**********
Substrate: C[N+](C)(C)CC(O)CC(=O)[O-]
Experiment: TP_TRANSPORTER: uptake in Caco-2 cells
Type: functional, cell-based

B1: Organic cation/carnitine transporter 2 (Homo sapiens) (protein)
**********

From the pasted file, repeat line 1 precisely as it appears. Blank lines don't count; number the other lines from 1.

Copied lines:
Substrate: C[N+](C)(C)CC(O)CC(=O)[O-]